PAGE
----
!!!!!!!!!!MrCarmady wrote:You'll never guess what I just watched!
Did you like it? Please tell me more!
haha, they are the wrong way around in the folder, yeah. the preview button for the 'second' part shows the lenfilm logo, thoughPinhead wrote:days of eclipse was the one where I watched the second part of the rip before the first part without noticing it was wrong until the end credits came on, that was tight
it wouldn't be a bad candidate for your thread, but i owed this one to maiden, i think it's been three years since i first told her i'd watch itJediMoonShyne wrote: Wrong thread, clearly.
Haha. Wait till you see his take on George Bernard Shaw!MrCarmady wrote:I'm not familiar with the source novel, but I have read Strugatskiis' other stuff, and so expected something slightly different from this, both in terms of sci-fi and in terms of humour.
MrCarmady wrote:but i owed this one to maiden
MrCarmady wrote:I'll see what I can do about the others.
You haven't seen Inland Empire? Am I the only one who listens to Bear around here?!Beau wrote:No clue about the others.
We all listened to Lovesexy instead.Shieldmaiden wrote:You haven't seen Inland Empire? Am I the only one who listens to Bear around here?!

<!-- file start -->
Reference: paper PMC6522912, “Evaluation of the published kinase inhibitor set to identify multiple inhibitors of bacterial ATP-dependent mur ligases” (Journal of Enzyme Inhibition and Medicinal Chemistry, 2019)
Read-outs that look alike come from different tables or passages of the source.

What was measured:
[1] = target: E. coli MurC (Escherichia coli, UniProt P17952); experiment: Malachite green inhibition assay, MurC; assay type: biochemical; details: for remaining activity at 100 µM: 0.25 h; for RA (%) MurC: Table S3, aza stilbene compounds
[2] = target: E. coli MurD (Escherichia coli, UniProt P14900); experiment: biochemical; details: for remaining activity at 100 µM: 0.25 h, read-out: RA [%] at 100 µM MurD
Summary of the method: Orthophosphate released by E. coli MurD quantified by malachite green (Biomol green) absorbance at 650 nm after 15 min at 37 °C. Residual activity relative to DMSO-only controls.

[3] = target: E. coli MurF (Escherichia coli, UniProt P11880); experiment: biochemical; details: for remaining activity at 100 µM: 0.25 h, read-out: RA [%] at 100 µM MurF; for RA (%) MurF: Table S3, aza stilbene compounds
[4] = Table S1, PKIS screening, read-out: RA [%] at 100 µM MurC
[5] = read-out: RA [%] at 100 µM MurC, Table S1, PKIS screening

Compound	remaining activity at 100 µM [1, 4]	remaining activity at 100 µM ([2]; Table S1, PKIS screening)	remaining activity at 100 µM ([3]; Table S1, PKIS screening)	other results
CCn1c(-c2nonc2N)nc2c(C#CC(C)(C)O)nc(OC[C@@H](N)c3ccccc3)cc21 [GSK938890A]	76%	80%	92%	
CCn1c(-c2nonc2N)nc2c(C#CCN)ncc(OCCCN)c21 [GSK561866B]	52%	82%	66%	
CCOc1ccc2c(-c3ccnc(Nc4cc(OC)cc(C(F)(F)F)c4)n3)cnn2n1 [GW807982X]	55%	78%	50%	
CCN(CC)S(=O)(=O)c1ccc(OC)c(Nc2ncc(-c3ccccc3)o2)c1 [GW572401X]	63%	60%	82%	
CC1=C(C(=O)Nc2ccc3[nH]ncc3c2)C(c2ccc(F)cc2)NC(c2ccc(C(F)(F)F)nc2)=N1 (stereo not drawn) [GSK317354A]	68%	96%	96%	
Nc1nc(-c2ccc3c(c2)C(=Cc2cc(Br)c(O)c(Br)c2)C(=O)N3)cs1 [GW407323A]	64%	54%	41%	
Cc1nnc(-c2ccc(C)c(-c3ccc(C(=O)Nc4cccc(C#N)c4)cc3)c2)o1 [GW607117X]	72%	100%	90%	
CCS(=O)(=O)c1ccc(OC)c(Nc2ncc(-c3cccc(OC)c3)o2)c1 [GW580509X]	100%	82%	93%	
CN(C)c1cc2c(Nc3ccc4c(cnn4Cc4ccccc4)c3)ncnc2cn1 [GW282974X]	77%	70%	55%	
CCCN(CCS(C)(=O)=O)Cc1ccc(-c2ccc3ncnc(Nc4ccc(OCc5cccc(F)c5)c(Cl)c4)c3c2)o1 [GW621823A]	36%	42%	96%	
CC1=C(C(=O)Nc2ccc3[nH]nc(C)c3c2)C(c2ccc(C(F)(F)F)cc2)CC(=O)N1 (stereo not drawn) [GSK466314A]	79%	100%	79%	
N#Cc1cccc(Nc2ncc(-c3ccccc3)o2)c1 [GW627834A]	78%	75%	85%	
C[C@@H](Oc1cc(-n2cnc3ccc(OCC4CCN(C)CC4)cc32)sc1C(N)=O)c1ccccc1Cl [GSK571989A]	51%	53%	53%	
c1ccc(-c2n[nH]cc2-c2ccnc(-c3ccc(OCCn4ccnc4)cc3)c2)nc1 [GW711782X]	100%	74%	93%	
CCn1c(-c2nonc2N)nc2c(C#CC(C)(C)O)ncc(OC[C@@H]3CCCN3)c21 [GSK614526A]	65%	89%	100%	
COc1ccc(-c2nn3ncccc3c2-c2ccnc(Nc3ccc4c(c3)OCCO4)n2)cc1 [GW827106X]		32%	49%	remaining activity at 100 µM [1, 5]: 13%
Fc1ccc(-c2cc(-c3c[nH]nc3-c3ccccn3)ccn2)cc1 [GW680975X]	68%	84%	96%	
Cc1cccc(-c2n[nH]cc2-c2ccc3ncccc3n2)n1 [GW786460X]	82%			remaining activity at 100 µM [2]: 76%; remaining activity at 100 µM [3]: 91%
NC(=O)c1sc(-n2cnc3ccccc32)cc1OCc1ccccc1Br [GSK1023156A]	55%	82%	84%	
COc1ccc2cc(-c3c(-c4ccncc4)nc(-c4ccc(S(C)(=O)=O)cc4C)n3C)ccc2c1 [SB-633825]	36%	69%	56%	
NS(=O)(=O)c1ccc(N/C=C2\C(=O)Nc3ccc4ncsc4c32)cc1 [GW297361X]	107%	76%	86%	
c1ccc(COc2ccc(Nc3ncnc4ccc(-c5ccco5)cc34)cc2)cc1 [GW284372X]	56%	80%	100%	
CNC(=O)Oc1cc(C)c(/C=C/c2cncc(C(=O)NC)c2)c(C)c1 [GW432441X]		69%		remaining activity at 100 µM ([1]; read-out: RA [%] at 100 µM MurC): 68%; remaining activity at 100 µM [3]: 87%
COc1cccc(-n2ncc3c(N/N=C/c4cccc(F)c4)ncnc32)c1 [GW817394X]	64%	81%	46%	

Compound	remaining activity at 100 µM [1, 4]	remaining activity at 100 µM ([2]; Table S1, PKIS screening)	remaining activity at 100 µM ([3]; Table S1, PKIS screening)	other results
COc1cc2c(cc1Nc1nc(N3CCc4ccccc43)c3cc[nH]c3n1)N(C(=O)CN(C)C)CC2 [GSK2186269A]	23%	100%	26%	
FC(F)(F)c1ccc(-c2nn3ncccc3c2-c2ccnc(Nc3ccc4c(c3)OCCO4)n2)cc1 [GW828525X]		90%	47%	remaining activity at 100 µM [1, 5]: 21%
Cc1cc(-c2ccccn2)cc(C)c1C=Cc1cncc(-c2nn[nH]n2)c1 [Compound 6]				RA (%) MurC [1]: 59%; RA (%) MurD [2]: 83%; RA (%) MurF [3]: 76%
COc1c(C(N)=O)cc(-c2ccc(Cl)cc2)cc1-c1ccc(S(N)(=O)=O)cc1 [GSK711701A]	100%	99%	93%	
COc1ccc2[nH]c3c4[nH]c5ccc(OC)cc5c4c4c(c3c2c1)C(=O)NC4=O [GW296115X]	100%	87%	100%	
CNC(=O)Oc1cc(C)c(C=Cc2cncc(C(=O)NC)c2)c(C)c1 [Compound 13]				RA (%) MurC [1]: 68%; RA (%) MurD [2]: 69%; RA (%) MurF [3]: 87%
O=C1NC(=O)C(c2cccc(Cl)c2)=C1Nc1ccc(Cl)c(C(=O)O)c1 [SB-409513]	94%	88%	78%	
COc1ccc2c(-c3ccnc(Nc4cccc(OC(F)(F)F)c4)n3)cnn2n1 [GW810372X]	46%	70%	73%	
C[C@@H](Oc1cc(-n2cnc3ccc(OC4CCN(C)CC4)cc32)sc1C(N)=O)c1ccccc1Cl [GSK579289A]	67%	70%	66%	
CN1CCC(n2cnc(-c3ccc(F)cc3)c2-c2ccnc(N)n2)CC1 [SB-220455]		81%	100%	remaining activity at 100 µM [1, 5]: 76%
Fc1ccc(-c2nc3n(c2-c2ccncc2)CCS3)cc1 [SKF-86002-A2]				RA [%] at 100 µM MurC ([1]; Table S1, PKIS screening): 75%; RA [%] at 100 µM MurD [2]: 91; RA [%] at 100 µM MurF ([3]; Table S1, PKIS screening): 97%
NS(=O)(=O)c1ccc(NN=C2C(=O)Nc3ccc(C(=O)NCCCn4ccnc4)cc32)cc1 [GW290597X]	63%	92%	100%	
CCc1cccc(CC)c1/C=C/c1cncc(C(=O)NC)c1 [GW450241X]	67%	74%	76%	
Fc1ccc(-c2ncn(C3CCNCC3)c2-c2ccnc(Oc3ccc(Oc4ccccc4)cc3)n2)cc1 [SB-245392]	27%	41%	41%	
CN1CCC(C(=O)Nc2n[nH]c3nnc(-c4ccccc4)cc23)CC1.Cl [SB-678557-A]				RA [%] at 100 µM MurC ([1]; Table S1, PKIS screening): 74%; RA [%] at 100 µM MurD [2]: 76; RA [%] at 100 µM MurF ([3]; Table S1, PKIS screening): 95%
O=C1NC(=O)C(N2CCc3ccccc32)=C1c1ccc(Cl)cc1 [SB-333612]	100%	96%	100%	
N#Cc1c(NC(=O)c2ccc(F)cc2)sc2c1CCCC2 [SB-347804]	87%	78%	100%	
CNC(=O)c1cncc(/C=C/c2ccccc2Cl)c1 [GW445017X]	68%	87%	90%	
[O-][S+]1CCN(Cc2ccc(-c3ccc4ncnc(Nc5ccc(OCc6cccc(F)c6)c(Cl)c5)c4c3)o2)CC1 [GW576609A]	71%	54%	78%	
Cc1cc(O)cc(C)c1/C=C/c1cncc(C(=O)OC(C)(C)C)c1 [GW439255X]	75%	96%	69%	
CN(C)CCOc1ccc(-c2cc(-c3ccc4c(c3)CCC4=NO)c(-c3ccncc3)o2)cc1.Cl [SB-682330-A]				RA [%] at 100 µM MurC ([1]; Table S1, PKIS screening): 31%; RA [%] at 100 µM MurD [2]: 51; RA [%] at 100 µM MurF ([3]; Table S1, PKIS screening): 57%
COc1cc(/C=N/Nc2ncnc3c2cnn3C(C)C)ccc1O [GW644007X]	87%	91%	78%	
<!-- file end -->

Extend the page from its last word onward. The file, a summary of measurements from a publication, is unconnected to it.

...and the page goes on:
Not yet. I have it to watch on a streaming service, but I never find the three hour slot to sit down and have my mind blown.Shieldmaiden wrote:
You haven't seen Inland Empire? Am I the only one who listens to Bear around here?!
Haha. The "someone" is not necessarily the same person for each film.Beau wrote:"Someone in particular" being, of course, Circus Freak.
The main novel is the second one—about the activities of my hero in our time, that is, in our present, current moment. As for the first novel, it already took place thirteen years ago and is even almost not a novel at all but just one moment from my hero's early youth. It is impossible for me to do without this first novel, or much in the second novel will be incomprehensible.
The novels Atheism and The Life of a Great sinner clearly prove that Dostoevsky could not cope with the swarm of his creative imagination. He could not tame and conquer the rush of elemental visions. His soul burnt too fiercely to be satisfied with an inferior light. All in flames, his soul set on fire and destroyed the flashing visions. And it seems as if iron necessity alone chained the writer to the desk and made it possible for us to read his works. There is something accidental in the published works of Dostoevsky. They do not represent the whole creator; they are paler than his original conceptions.